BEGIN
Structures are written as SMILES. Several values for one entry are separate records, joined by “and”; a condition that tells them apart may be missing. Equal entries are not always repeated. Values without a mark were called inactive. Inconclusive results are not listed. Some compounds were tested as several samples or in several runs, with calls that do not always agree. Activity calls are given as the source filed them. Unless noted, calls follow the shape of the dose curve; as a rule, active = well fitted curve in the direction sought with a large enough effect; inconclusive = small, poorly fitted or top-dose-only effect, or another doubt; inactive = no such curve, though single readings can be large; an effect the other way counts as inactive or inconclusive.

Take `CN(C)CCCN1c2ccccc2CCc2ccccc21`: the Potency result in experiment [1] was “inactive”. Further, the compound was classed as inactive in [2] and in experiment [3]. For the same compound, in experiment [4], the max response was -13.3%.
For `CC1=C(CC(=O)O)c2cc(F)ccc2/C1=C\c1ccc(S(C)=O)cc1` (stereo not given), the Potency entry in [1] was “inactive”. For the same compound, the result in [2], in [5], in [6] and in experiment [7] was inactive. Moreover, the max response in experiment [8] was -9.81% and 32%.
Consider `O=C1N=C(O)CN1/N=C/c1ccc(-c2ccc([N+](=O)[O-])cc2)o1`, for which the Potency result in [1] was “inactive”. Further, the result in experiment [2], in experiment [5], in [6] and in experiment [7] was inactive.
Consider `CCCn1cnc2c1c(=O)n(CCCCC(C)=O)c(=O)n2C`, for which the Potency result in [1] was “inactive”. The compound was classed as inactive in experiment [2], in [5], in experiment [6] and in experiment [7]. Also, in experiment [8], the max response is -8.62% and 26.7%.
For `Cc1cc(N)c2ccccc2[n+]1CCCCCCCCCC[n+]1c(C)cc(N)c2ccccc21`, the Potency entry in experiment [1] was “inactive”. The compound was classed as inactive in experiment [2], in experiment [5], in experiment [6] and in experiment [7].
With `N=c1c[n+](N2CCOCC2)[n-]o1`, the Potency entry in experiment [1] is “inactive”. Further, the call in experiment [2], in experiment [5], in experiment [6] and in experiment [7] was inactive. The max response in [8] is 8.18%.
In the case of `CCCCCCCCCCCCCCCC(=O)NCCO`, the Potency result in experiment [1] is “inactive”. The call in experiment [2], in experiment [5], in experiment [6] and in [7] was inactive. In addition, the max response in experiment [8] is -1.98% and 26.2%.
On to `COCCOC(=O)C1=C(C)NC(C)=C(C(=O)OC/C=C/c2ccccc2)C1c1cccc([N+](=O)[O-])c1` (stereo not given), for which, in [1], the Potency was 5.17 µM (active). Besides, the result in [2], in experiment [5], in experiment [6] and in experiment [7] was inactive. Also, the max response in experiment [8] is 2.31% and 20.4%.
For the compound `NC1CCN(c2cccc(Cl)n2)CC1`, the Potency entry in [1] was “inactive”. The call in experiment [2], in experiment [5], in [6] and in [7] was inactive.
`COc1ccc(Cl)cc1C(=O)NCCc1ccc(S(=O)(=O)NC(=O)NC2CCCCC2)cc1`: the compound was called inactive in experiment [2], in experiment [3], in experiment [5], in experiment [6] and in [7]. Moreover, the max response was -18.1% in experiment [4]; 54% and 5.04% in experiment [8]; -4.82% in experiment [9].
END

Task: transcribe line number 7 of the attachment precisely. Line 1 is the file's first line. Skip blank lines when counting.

With `N=c1c[n+](N2CCOCC2)[n-]o1`, the Potency entry in experiment [1] is “inactive”. Further, the call in experiment [2], in experiment [5], in experiment [6] and in experiment [7] was inactive. The max response in [8] is 8.18%.